Composer Steve Reich has called Daniel Variations "A memorial and a remembrance" of slain Wall Street Journal reporter Daniel Pearl. He embarked upon the piece at the behest of Pearl's father Judea and the Daniel Pearl Foundation, an organization dedicated to crosscultural understanding through journalism, music and innovative communication. The elder Pearl has said, "Danny was a highly principled person, a gentle soul and a mighty good journalist. He became an icon, and this work by Reich is a tribute to a life that personified our culture, our principles and our dreams." When the piece received its world premiere on October 8, 2006, at London's Barbican Hall (as part of the Barbican's festival Phases, to mark Reich's 70th birthday), the Guardian called it 'A haunting work that circles around alternating ideas of celebration and discord.'
'Daniel Variations' is both moving and unsettling, and, for the most part, understandably dark in tone. Alex Ross of the New Yorker observed that, in Reich's writing, there is 'A new influx of coiled power: fleets of pianos and percussion tap out telegraphic patterns, warning of the next big crash.' But Reich does offer a glimmer of hope to counterbalance the sense of dread, and the piece is ultimately an uplifting one. Over the course of four movements and approximately 30 minutes, Reich juxtaposes words from Pearl's life - including his final words - with phrases taken from the Old Testament's Book Of Daniel. Reich quotes haunting verses in which the prophet Daniel, enslaved in Babylon - the modern-day Iraq - is ordered to interpret the ominous dreams of King Nebuchadnezzar, which suggest a wave of terror to come. In the 2nd and 4th movements, which include lyrical passages written for a string section, Reich evokes the spirit of the modern-day Daniel, who was a violinist as well as a reporter. Pearl was, says Reich, "Someone who stands beautifully and grotesquely at the same time as a symbol of thousands of innocent victims...he was murdered while trying to really give a fair shake to all concerned."
“The circumstances that gave rise to Steve Reich’s Daniel Variations – the brutal killing of American journalist Daniel Pearl in Pakistan in 2002 – could not be more horrific. Small consolation to say that it has inspired some fine works of art. But this is a very special piece, with Reich trying to make sense of the horror by juxtaposing Pearl’s statements with biblical readings.”
11th May 2008
“These pieces are as good an example as any of the jogging, jaunty repetition Reich has made his own, and suggest that bold departures from the style are unlikely. The 22-minute Variations for Vibes, Pianos and Strings goes through the wonted motions and modulations with Reichian rigour, but without the gripping, if awful, power of sheer insistency that marks his 55-minute Music for 18 Musicians...The half-hour Daniel Variations, a memorial for the murdered journalist Daniel Pearl, puts tiny slivers of text (Pearl’s own words and some from the biblical book of Daniel) through the repetition mill – but to what purpose?”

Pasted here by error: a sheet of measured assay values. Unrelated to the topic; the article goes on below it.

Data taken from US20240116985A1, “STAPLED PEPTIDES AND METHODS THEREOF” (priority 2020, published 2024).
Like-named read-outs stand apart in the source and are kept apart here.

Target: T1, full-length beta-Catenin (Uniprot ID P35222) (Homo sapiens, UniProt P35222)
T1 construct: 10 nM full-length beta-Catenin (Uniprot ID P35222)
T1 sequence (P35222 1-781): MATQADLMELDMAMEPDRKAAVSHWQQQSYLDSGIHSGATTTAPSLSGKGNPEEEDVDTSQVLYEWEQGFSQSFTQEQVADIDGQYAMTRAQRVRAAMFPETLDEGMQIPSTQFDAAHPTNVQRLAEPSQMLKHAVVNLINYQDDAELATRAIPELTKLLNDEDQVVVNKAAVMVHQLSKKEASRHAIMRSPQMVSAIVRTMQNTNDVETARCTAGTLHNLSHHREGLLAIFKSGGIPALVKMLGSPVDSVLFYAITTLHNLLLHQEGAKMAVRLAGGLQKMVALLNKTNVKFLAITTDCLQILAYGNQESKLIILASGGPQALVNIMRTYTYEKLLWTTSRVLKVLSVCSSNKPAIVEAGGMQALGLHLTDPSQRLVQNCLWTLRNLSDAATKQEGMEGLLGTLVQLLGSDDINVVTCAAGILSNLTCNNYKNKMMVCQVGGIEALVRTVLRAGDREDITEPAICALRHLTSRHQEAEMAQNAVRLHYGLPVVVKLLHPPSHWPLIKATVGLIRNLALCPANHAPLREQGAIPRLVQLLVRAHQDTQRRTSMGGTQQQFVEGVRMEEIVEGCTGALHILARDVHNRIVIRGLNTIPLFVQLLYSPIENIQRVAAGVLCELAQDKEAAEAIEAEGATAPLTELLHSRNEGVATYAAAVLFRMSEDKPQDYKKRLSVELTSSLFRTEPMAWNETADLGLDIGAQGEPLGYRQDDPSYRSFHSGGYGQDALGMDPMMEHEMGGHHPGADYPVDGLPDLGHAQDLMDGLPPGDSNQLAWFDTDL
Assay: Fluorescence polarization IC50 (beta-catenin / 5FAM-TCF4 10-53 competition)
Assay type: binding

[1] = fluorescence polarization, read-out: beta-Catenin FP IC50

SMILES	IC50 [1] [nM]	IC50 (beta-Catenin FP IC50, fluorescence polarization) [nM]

“Critics often lament Reich's shift away from the strict processes of his early minimalist style but all the techniques discovered along the way are still present here: rhythmic goal-orientation, harmonic clusters rich in overtones and upper partials, and a complex but audible polyphonic weave. And all underpinned by those variations, no less. ”
“Reich's interest in variation has not been confined to music alone; he also employs linguistic variation to examine the relationship between sound and sense, and even uses language to frame wider moral, philosophical and religious concerns. This is heard in the Daniel Variations. Composed in response to the futile killing of the American reporter Daniel Pearl in 2002, and premiered in October 2006 at the highly successful 'Phases' retrospective at London's Barbican Centre, the work combines short biblical excerpts with contemporary textual commentary to create a dark and often unsettling sound world. Much of this is derived from Reich's juxtaposition of block-like structures with a set of harmonic axes which emphasise the most traditionally unstable of all intervals – the augmented fourth (or tritone). In contrast, the Variations for Vibes, Piano &Strings displays Reich's musical inventiveness at its ebullient and infectious best. Given a topnotch workout by Alan Pierson and members of the London Sinfonietta, the Variations alternately powers and glides throughout a tautly structured three-movement design – by way of a series of simultaneously unfolding canonic layers – which zigzag their way inexorably towards a quite thrilling close. Critics often lament Reich's shift away from the strict processes of his early minimalist style but all the techniques discovered along the way are still present here: rhythmic goal-orientation, harmonic clusters rich in overtones and upper partials, and a complex but audible polyphonic weave. And all underpinned by those variations, no less.”
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